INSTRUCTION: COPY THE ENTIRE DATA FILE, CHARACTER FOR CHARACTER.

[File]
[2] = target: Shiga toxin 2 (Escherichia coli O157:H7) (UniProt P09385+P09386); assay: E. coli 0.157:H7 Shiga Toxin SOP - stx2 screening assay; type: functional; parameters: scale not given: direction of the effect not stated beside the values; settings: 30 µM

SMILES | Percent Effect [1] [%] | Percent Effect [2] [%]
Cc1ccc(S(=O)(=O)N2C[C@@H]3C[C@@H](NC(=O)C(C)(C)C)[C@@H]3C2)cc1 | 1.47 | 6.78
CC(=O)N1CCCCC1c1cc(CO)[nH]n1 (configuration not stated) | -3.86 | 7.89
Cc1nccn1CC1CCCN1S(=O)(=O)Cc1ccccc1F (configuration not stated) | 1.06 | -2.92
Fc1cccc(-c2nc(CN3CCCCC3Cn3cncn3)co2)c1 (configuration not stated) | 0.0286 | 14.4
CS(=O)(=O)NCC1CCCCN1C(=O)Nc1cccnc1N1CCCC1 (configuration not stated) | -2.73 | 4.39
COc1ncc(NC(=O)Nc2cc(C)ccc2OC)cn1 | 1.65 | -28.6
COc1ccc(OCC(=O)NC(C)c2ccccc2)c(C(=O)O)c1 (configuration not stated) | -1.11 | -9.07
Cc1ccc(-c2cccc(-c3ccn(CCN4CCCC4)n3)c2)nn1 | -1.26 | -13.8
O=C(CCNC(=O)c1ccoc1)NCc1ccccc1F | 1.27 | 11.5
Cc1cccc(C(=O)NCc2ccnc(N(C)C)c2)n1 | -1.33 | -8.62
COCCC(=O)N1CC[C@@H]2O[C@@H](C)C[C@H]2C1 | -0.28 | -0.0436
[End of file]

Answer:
[2] = target: Shiga toxin 2 (Escherichia coli O157:H7) (UniProt P09385+P09386); assay: E. coli 0.157:H7 Shiga Toxin SOP - stx2 screening assay; type: functional; parameters: scale not given: direction of the effect not stated beside the values; settings: 30 µM

SMILES | Percent Effect [1] [%] | Percent Effect [2] [%]
Cc1ccc(S(=O)(=O)N2C[C@@H]3C[C@@H](NC(=O)C(C)(C)C)[C@@H]3C2)cc1 | 1.47 | 6.78
CC(=O)N1CCCCC1c1cc(CO)[nH]n1 (configuration not stated) | -3.86 | 7.89
Cc1nccn1CC1CCCN1S(=O)(=O)Cc1ccccc1F (configuration not stated) | 1.06 | -2.92
Fc1cccc(-c2nc(CN3CCCCC3Cn3cncn3)co2)c1 (configuration not stated) | 0.0286 | 14.4
CS(=O)(=O)NCC1CCCCN1C(=O)Nc1cccnc1N1CCCC1 (configuration not stated) | -2.73 | 4.39
COc1ncc(NC(=O)Nc2cc(C)ccc2OC)cn1 | 1.65 | -28.6
COc1ccc(OCC(=O)NC(C)c2ccccc2)c(C(=O)O)c1 (configuration not stated) | -1.11 | -9.07
Cc1ccc(-c2cccc(-c3ccn(CCN4CCCC4)n3)c2)nn1 | -1.26 | -13.8
O=C(CCNC(=O)c1ccoc1)NCc1ccccc1F | 1.27 | 11.5
Cc1cccc(C(=O)NCc2ccnc(N(C)C)c2)n1 | -1.33 | -8.62
COCCC(=O)N1CC[C@@H]2O[C@@H](C)C[C@H]2C1 | -0.28 | -0.0436